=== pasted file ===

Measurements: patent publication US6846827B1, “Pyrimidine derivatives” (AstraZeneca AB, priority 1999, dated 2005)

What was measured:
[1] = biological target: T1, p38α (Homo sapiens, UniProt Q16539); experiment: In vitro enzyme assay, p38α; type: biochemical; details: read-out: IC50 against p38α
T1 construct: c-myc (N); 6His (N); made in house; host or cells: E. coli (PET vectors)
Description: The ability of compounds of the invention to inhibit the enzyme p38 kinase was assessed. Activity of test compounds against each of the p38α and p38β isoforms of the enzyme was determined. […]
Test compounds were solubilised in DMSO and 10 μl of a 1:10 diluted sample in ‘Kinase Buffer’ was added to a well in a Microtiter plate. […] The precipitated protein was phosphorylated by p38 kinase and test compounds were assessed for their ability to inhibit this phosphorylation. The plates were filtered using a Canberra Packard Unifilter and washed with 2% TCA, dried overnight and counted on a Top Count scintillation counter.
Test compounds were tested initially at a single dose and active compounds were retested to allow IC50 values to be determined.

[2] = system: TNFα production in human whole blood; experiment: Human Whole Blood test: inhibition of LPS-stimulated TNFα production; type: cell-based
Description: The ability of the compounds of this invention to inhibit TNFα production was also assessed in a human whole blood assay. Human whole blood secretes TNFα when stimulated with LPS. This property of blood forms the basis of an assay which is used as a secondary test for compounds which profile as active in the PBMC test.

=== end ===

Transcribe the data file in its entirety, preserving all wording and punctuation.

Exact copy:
Measurements: patent publication US6846827B1, “Pyrimidine derivatives” (AstraZeneca AB, priority 1999, dated 2005)

What was measured:
[1] = biological target: T1, p38α (Homo sapiens, UniProt Q16539); experiment: In vitro enzyme assay, p38α; type: biochemical; details: read-out: IC50 against p38α
T1 construct: c-myc (N); 6His (N); made in house; host or cells: E. coli (PET vectors)
Description: The ability of compounds of the invention to inhibit the enzyme p38 kinase was assessed. Activity of test compounds against each of the p38α and p38β isoforms of the enzyme was determined. […]
Test compounds were solubilised in DMSO and 10 μl of a 1:10 diluted sample in ‘Kinase Buffer’ was added to a well in a Microtiter plate. […] The precipitated protein was phosphorylated by p38 kinase and test compounds were assessed for their ability to inhibit this phosphorylation. The plates were filtered using a Canberra Packard Unifilter and washed with 2% TCA, dried overnight and counted on a Top Count scintillation counter.
Test compounds were tested initially at a single dose and active compounds were retested to allow IC50 values to be determined.

[2] = system: TNFα production in human whole blood; experiment: Human Whole Blood test: inhibition of LPS-stimulated TNFα production; type: cell-based
Description: The ability of the compounds of this invention to inhibit TNFα production was also assessed in a human whole blood assay. Human whole blood secretes TNFα when stimulated with LPS. This property of blood forms the basis of an assay which is used as a secondary test for compounds which profile as active in the PBMC test.